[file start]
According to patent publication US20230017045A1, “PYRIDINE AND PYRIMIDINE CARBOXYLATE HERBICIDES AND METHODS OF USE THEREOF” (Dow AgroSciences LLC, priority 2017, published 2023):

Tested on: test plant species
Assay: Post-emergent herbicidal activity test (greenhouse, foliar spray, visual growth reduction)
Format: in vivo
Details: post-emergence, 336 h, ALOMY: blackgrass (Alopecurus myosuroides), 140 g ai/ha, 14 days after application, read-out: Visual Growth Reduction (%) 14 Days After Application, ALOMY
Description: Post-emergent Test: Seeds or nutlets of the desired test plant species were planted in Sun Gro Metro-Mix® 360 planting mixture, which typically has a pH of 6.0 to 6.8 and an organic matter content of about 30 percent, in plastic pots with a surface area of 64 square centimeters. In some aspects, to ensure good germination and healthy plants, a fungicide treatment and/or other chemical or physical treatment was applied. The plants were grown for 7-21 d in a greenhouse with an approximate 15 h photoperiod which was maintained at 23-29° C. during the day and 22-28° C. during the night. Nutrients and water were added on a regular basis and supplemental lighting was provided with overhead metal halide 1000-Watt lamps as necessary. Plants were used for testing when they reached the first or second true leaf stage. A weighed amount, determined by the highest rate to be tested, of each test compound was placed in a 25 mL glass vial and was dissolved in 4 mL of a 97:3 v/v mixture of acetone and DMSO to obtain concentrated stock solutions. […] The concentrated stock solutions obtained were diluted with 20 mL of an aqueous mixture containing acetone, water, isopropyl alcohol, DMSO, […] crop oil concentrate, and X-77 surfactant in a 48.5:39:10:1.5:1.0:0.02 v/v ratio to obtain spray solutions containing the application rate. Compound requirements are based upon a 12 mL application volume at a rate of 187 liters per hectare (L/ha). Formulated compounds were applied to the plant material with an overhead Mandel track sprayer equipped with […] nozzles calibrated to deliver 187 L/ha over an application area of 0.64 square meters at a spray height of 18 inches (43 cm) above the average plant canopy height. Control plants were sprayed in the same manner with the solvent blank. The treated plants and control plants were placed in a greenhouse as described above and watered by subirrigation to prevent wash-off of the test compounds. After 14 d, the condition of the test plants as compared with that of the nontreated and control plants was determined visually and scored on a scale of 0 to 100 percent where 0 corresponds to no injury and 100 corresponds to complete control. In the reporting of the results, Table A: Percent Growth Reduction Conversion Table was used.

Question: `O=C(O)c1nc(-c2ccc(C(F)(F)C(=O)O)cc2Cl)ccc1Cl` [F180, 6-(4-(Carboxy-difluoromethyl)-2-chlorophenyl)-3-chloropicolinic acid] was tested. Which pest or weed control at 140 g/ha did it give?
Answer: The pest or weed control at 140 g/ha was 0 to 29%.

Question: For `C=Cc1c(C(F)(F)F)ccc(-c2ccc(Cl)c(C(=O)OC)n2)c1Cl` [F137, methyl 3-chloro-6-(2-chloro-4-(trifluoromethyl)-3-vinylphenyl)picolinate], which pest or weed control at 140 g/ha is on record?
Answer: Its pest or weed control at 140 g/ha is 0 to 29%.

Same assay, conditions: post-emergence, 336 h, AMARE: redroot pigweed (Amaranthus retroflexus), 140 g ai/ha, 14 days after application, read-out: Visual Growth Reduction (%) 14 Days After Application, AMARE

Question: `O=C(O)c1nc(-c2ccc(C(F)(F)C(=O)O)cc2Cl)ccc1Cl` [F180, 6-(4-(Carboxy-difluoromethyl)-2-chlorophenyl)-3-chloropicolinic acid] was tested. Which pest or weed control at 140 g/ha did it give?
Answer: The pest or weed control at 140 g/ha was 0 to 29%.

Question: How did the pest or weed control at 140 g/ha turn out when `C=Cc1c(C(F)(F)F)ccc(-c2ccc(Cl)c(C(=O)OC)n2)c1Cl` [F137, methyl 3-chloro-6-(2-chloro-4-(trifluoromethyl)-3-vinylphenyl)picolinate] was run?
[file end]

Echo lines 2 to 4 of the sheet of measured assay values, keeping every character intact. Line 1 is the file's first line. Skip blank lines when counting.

Tested on: test plant species
Assay: Post-emergent herbicidal activity test (greenhouse, foliar spray, visual growth reduction)
Format: in vivo